Health Concern: Head, neck and shoulder pain due to malocclusion of teeth.
Treatment: Neuromuscular dentistry full-mouth reconstruction.
Many people consider teeth grinding a bad habit, but for Carol Rains, it was also the cause of pain, a loss of confidence and severe damage to her teeth.
“When I was younger, I had nice teeth,” Carol says. But as an adult, the surfaces of her teeth were severely flattened by years of night grinding, or bruxing. Her habit of grinding gradually worsened to the point that she was even grinding during the day.
“I had gotten used to it, but the more I ground my teeth, the more I was in danger of losing my teeth,” Carol says. Several doctors had told her that she had about five years before she would have to make some serious decisions about her teeth. “I was grinding so close to the nerves that it was only a matter of time before the teeth would be too short to even save, and no matter how hard I tried, I just could not stop doing it.”
Bruxing is often a symptom of a temporomandibular joint disorder caused by malocclusion, or misalignment, of the teeth, which can cause health problems. Carol suffered from headaches, neck and shoulder pain and even ear pain, all due to the tension on her facial muscles and jaw joints as they tried to find a comfortable position.
“Because I had done so much damage to my teeth, they didn’t fit together properly anymore,” she explains. She also became self-conscious about her appearance—as her teeth got shorter, so did the length of her face.
Finally, Carol decided to see what she could do to eliminate the pain and restore the youthful appearance of her teeth. After unsuccessful visits with several dentists, she researched enough to realize that she needed someone who understood neuromuscular dentistry. Her search ultimately ended with Dr. Jim Moreau of MoreSmiles in Mandeville.
“Carol had tried other therapies and been to other doctors and nothing else had helped her,” Dr. Moreau says. “This is very typical of TMJ patients. It can be debilitating, incapacitating and frustrating, because it’s easily misdiagnosed. Even with a correct TMJ diagnosis, many medical and dental professionals just don’t have the technology to pinpoint the cause and methodically resolve the symptoms.”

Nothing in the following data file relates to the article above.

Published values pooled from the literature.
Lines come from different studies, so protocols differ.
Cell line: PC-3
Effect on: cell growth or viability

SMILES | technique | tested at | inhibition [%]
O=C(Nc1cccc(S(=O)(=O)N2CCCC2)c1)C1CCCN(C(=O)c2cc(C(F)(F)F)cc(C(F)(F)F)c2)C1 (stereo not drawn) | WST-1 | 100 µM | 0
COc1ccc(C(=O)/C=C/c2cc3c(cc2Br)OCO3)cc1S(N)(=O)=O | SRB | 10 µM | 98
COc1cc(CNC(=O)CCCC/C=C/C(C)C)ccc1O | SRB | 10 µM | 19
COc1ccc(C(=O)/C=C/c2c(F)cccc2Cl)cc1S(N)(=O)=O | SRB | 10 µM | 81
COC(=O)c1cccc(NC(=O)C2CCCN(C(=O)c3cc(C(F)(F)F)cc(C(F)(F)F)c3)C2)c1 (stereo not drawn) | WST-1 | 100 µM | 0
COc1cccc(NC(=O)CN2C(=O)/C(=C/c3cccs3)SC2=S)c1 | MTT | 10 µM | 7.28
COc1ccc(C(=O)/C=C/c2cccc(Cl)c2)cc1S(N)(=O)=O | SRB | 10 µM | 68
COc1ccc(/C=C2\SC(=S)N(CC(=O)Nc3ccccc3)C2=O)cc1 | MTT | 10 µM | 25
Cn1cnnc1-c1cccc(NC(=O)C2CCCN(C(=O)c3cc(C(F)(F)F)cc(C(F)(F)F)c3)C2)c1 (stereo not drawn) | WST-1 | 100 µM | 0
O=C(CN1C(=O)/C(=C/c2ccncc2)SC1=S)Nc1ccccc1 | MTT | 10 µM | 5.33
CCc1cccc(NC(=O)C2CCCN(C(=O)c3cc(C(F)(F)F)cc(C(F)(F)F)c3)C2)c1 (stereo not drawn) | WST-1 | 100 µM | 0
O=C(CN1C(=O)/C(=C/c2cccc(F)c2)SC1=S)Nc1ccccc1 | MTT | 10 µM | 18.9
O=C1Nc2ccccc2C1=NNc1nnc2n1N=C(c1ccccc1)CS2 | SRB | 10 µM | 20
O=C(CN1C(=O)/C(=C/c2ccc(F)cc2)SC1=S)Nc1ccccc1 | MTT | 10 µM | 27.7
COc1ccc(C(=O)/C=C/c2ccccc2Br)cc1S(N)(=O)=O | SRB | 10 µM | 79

Neuromuscular dentistry, Dr. Moreau explains, evaluates the complex relationship between the teeth, facial muscles and jaw joints. “Dentistry typically is concerned only with the teeth—a one-dimensional approach. When you add the relationship of the jaw joint and the muscles of mastication, the approach to dentistry becomes more three-dimensional. It gives you a bigger tool box, so to speak, when evaluating a patient’s oral health.”
Dr. Moreau’s combination of EMG computer scans in his office and transcutaneous electrical nerve stimulation, or TENSing, flushed toxins and guided Carol’s muscles, joints and teeth into a functioning and comfortable bite. Although there are a few ways to get optimum results, in Carol’s case, full-mouth reconstruction not only restored a healthy occlusion but also gave her back her beautiful smile. This was achieved with a combination of porcelain veneers and onlays, restored one arch at a time to ensure stability and management of symptoms at each step.
“One of the things that really impressed me was the fact that Dr. Moreau listened to me to see what needed adjusting,” Carol says. Dr. Moreau agrees that patience, trust and communication between patient and
doctor are key to the success of the process because multiple adjustments are usually needed, some of which are almost imperceptible.
Since the neuromuscular reconstruction of her smile, Carol has stopped the habitual grinding, and she no longer wakes up in pain every day. “I feel so much better now and so much more relaxed,” she says about the positive difference it’s made in her life.
“Aesthetically, I feel more confident; it restored my teeth back to a youthful appearance. I had so much damage to my teeth I couldn’t remember what my teeth looked like, but my mom says they look like they used to,” Carol laughs. “[Dr. Moreau] is an artist!”
Filed under: Health, IN Better Health, March-April 2012